So, on Tuesday, the "Mad Money" host profiled the turnaround at Bausch Health Companies, the drugmaker formerly known as Valeant Pharmaceuticals. Under the leadership of Chairman and CEO Joe Papa, Bausch has undergone what Cramer said "may be the greatest turnaround story of this particular era."
Shares of Bausch, which changed its name from Valeant in July 2018, have more than tripled from their April 2017 lows. The company's latest quarterly report handily beat expectations on earnings and revenue, with organic revenue growth in all of its segments.
"How did Papa do it? First, he told us that he was going to start cleaning up the hideous balance sheet," Cramer said. "Second, he explained that Valeant really did have an attractive pipeline of new drugs, they just needed to double down on developing the good ones. Third, he had to … motivate the staff. It was an incredibly dispirited workforce."
The CEO's hard work has already paid off, but according to Cramer, Bausch's stock is "not done" and is "dirt-cheap" at its current price-to-earnings multiple of seven times next year's earnings estimates.
"The bottom line? Joe Papa has orchestrated an amazing comeback at Bausch Health. The results speak for themselves, which is why I believe, in the end, this story has more room to run," the "Mad Money" host said.
Cramer is tired of seeing negative Wall Street coverage suffocate the stocks of and FANG, his acronym for , , and Google, now .
"Perhaps the most maligned" of them all is Apple, shares of which fell below their 200-day moving average on Tuesday as they dragged on the broader market, Cramer said.
"The stock has been getting shelled lately, down $41 from its highs, and it shows no sign of stabilizing," he said. "I can see how [buying] Apple here might feel like jumping in front of a speeding freight train."
But analysts, who have been the iPhone maker's stock with , may be overlooking the possibility that Apple anticipated some sales weakness on Nov. 1, he said.
Click here for his full analysis.
needs to take note of the economic forces already weighing on the U.S. economy before it plans more rate hikes for 2019, Cramer argued after yet another wild trading session on Wall Street.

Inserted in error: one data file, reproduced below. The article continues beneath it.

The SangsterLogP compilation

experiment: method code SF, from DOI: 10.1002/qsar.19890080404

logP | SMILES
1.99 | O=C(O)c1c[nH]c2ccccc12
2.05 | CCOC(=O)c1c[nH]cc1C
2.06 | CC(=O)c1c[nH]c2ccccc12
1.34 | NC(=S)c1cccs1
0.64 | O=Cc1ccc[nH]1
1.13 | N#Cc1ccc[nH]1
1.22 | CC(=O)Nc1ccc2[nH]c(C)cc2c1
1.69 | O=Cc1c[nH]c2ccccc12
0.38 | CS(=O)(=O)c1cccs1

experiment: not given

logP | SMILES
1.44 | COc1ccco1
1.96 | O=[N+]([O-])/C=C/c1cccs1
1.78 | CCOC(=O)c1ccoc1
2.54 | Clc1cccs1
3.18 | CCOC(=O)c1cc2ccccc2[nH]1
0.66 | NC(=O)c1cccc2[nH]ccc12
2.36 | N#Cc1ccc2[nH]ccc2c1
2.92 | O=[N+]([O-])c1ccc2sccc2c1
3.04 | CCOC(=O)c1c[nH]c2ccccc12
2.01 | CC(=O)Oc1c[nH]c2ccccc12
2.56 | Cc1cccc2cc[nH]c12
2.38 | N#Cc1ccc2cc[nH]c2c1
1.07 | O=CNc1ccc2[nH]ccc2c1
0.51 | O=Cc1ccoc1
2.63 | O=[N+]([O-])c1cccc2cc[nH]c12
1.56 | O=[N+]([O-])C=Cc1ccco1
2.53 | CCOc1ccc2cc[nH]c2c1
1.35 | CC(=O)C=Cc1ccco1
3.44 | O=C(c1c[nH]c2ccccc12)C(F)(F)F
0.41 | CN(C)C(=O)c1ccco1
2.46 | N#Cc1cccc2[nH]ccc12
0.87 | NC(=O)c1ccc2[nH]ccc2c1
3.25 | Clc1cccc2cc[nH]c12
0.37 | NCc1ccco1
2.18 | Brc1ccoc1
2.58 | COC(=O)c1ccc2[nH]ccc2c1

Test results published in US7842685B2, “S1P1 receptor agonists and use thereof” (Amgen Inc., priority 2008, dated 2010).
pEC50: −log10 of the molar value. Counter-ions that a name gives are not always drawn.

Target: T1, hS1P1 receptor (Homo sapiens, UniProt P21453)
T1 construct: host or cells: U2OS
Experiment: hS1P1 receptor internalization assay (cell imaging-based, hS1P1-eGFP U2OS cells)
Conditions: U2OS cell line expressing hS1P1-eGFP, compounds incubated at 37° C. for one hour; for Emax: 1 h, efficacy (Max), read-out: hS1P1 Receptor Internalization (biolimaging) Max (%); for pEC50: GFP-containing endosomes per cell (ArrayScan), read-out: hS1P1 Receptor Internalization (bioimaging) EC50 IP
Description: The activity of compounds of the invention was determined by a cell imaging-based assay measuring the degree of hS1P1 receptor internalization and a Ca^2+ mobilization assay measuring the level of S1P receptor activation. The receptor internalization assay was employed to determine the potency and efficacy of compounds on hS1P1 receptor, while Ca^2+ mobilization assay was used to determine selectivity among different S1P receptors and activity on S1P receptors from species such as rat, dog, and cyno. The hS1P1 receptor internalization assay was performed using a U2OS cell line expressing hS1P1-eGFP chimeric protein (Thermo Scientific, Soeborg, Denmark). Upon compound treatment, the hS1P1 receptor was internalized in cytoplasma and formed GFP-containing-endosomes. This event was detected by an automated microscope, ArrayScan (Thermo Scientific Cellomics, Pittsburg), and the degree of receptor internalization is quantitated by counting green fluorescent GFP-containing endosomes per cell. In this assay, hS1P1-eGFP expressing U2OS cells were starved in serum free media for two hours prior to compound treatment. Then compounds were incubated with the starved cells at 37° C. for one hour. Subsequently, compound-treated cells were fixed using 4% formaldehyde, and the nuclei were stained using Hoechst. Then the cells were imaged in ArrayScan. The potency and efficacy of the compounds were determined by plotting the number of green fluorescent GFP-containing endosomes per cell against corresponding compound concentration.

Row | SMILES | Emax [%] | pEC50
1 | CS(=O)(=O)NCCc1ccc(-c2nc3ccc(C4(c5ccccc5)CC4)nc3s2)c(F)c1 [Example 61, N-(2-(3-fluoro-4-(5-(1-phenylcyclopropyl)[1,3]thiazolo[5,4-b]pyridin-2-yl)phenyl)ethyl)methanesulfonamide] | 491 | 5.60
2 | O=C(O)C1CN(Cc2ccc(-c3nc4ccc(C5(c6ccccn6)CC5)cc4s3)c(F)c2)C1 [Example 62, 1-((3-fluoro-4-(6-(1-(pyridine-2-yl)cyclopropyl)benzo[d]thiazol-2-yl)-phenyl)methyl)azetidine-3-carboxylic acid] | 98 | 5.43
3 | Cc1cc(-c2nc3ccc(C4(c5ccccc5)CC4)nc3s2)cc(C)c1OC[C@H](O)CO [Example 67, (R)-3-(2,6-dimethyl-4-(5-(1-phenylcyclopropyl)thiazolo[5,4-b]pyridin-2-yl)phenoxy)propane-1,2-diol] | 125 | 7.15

"It's important to recognize that the most important inputs ... for future inflation are already going lower, not higher. It'd be crazy to ignore that," he said Tuesday. "While I think [Fed Chair Jerome] Powell's been mistaken in his approach, he's not crazy. The man is prudent — there's no reason for him to be rash, especially not with the deflationary impact of the helping him."
As the strong dollar squeezes global companies' profits because overseas currencies are translated into fewer dollars, higher interest rates are crimping domestic demand for real estate, Cramer warned.
"We've seen steady and construction projects at a host of banks. , ... the biggest utility in the country, in activity," he said. "We know that and are just abysmal. And while assured us of , it acknowledged that housing is slowing."
Click here for his full take.
When the stock market is this volatile, Cramer likes to use technical analysis to get a better read on the investment landscape.
With Wall Street awaiting the Fed's decision on whether it will pause or continue hiking interest rates after December, companies are facing a binary outcome, he said: either the Fed pauses after the widely anticipated December hike and 2019's earnings results are more or less safe, or it doesn't, and cyclical companies are likely suffer.
But even "in a confusing and volatile market, there are still trades that have worked year-in and year-out for decades," Cramer said Tuesday as stocks ticked up after a brutal .
For more on that, he turned to Larry Williams, a legendary technician with over 50 years of experience trading futures, commodities and stocks. Cramer called Williams, who has also written 11 books, created numerous technical indicators and runs the website IReallyTrade.com, a "chart master."
Click here for Williams' top two trades for the end of the year.
Zebra Technologies, a maker of high-tech printers, barcode scanners and other types of trackers and mobile devices, is fielding possibilities of moving some of its supply hubs out of China, CEO Anders Gustafsson told Cramer on Tuesday.
"We have a team, cross-functional team, that is looking at all ways that we can mitigate," he said in an exclusive interview. "What's been announced, so the first three lists, impacts only a very limited number of our products."
Even so — and despite the fact that Zebra has nearly 50 percent market share in its space, according to Gustafsson — the company is exploring ways to shift production away from the center of the Trump administration's target on trade.
"We're looking at things all the way from moving supply chains out of China to sourcing components elsewhere," the CEO told Cramer. "We're looking at including pricing. That's also on the table."
Click here to watch Gustafsson's full interview.
In Cramer's lightning round, he sped through his take on callers' favorite stocks:
: "I have enough problems with the of America. I don't need the Netflix of China. We are going to say don't buy."
: "It's going to be a powerhouse [when closes]. I happen to love industrial gases and I happen to like Linde very much. I would take advantage of this decline. Not all at once, please. Do some buying."
Disclosure: Cramer's charitable trust owns shares of Apple, Facebook, Amazon and Alphabet.